By Beth Groh
How strange to see our Christian faith presented as a topic for a possible multiple choice test question.
“Jesus is a central figure for: (a) Judaism, (b) Islam, (c) Christianity or (d) Buddhism?”
OK, so that’s a bit of an exaggeration. But the point is that I discovered last week our son’s seventh grade secular world history textbook has a section on comparative religion.
Bad idea? Not really. Our children do need a working “vocabulary” of world religions. That exposure may come in a public school classroom, around the table in your home school, at a Christian day school or, perhaps, at Sunday school.
No matter what the source or setting, comparative religion should be welcomed by parents who want to instill a biblical worldview in the hearts and minds of their children – so long as a few red flags are flapping in the wind!
My “Proceed With Caution” light flashed as Ryan and I read through that section of the textbook.
My “Type A” parenting side wanted to jump in and tell him what I thought of the other religions and the spiritual implications for those outside of a faith in Christ.
But the Holy Spirit must have zipped my lips just in time. Instead of offering opinions, I posed questions. This was a God-given opportunity for the Lord to train Ryan in how to heed the advice of the Apostle Peter (1 Pet 3:15) and “[a]lways be prepared to give an answer to everyone who asks you to give the reason for the hope you have…”
(Taking some liberties for a flawed memory, I’ll share my best recollections of how our question session unfolded.)
“Ryan, the book uses a big word called monotheism. Do you know ‘mono’ means ‘one’ and ‘theo’ relates to religion?”
We then talked about other words that contain those roots—such as a monopoly and theology. (Why such details? I wanted him to be very aware of that word so that his red flags would raise someday if he took another religion course on world religions.)
“If the teacher talks about monotheism, could it mean that there’s only one ‘god’ and all religions are all talking about the same thing, only with different names and traditions?”
Hmmm… an honest pause from a 7th grader who was looking for help from Mom on how to answer…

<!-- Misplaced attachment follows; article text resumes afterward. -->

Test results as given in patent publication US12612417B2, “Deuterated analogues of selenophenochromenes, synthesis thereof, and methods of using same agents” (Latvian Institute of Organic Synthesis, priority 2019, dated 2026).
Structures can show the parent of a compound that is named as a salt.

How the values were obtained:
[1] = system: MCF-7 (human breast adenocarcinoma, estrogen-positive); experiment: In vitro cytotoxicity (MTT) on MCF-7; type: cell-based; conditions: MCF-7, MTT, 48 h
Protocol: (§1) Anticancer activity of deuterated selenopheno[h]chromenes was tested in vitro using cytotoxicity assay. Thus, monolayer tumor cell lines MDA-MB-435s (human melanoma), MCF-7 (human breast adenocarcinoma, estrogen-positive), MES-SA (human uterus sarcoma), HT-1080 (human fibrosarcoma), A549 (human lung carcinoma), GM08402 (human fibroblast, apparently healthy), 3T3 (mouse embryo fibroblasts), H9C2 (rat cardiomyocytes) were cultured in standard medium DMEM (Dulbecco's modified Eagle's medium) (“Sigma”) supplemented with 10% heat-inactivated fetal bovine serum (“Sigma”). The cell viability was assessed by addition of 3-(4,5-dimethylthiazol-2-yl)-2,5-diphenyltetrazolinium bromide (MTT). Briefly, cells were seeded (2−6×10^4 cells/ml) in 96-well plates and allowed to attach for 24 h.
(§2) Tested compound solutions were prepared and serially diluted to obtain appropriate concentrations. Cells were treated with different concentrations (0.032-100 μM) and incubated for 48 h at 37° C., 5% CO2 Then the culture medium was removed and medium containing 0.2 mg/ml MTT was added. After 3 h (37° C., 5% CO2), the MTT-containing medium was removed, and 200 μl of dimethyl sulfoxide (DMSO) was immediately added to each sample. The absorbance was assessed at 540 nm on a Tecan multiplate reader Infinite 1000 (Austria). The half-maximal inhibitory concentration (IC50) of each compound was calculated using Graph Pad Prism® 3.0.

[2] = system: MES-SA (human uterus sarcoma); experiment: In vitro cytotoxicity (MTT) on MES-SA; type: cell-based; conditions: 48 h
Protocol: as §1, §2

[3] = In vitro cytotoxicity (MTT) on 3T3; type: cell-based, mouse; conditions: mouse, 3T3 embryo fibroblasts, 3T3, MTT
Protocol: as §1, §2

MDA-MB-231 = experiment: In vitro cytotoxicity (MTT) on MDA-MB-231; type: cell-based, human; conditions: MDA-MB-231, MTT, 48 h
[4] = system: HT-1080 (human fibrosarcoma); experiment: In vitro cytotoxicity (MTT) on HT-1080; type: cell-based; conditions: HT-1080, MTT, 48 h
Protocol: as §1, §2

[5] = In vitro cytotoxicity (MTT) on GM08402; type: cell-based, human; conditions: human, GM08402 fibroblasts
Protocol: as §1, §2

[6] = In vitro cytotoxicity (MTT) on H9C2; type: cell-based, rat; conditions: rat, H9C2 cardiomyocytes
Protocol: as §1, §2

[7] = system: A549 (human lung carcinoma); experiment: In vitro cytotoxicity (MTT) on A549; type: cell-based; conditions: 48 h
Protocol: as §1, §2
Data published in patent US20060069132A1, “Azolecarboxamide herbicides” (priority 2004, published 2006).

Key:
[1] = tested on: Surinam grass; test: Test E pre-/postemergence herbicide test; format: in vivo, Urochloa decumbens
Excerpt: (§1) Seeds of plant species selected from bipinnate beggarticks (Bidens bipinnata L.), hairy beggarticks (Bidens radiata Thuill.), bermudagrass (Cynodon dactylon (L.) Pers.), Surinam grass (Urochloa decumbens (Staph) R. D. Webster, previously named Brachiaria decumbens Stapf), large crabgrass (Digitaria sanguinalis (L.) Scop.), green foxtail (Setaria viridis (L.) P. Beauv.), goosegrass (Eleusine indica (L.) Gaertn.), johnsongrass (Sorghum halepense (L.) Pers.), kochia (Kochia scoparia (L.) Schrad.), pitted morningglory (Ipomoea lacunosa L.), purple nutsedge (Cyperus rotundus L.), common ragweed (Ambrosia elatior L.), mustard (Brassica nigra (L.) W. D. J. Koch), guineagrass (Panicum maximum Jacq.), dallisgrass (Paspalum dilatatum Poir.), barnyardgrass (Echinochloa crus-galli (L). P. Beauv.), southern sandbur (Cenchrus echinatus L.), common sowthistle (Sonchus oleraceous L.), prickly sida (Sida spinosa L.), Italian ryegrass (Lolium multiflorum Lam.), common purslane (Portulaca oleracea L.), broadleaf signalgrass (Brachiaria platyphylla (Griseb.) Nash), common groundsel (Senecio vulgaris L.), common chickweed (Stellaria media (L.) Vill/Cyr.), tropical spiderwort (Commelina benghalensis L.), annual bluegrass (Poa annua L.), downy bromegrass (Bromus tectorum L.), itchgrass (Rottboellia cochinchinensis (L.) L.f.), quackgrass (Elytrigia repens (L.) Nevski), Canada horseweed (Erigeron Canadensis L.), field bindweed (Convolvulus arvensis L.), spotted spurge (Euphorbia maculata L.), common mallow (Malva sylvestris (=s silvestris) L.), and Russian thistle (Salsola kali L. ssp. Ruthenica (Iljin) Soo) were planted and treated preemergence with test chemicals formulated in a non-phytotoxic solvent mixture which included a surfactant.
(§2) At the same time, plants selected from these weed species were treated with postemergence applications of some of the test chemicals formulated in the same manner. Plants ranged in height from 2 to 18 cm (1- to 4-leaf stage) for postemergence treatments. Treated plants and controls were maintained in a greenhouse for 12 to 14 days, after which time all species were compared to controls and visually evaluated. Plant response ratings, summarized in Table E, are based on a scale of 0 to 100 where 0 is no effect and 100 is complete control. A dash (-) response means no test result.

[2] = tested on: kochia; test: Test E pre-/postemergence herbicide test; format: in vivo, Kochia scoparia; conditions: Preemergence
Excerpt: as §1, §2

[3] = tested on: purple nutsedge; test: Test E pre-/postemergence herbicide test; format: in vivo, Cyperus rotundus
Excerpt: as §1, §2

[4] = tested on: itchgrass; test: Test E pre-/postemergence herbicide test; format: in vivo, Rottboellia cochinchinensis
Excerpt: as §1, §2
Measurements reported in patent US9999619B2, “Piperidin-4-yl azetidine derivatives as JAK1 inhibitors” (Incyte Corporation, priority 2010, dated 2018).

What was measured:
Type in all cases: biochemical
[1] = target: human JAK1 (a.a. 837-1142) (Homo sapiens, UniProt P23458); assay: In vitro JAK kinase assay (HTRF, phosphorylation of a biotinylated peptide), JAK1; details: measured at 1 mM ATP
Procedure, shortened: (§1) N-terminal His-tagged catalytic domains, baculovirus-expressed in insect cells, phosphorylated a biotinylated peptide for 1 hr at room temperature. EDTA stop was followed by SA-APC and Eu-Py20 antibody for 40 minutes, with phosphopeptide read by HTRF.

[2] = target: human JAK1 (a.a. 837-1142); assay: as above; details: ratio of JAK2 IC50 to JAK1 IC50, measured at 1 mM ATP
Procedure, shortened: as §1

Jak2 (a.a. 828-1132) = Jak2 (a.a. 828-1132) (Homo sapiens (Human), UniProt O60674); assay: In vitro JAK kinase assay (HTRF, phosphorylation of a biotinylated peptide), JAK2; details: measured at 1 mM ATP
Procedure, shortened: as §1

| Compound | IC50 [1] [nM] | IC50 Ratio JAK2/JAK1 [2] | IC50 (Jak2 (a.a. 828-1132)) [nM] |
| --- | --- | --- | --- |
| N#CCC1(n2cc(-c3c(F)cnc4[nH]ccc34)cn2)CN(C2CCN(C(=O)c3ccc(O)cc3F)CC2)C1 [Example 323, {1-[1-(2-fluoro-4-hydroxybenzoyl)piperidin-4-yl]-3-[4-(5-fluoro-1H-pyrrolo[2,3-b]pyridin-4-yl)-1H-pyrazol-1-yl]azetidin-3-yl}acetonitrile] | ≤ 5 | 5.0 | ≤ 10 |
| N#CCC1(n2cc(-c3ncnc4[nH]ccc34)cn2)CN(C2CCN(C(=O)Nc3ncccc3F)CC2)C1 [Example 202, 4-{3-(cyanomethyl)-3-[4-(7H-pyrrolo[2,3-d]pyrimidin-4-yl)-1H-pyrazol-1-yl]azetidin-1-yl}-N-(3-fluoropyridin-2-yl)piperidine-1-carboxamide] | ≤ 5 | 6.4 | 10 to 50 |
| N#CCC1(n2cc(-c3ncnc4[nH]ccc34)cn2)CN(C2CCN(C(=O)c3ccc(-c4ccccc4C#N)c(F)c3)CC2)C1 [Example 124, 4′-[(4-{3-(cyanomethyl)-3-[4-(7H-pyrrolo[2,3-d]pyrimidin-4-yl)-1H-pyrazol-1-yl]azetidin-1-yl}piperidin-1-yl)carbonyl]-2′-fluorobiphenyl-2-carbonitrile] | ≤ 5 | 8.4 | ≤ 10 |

“Let’s think it through this way… if a Muslim prays to Allah, is that God?”
Again, he hesitated and said he didn’t see how it could be, but explaining why seemed like a tall order for a 12-year-old.
“Is God just ‘God’ or is He more?” Ah, the light bulb went on and he told me about the Trinity—God the Father, God the Son and God the Holy Spirit. (Our church’s emphasis on foundational creeds paid off!)
“If another religion denies God the Son, can God deny one part of His being? Is God ‘God’ if He’s not inseparable from the Son and Holy Spirit?”
We talked about the illustration our pastor often makes around Easter, using an egg as a representation of the Trinity. The egg’s three parts—shell, yoke and whites—make up the whole, but individually would not be considered an egg. (A messy, but effective, children’s sermon!)
“If a teacher or book ever says that all religions are the same—and all will just be ‘true’ in the mind of each believer—is that correct?”
“Can all religions be true when Jesus said, ‘I am the way…?’”
“Is there a way you can be respectful and raise those questions in class?”
Heavy talk for an afterschool homework moment! But, oh, so important.
In today’s secular humanist society and educational system, we must arm our children to stand up for God—and not bow down to the ‘god’ of political correctness.
Often without realizing it, well-meaning Christians deny the very Deity of Christ with an “I’m OK, you’re OK” theology that makes Christianity just another religious belief system to pull off the shelf—a faith of equal merit and relative “truth” as those other beliefs.
Whew… a heavier lesson than I expected when helping our son fill out a study sheet for class. But what a blessing when God opens a door to prepare our children for an increasingly hostile world taking aim at His truth.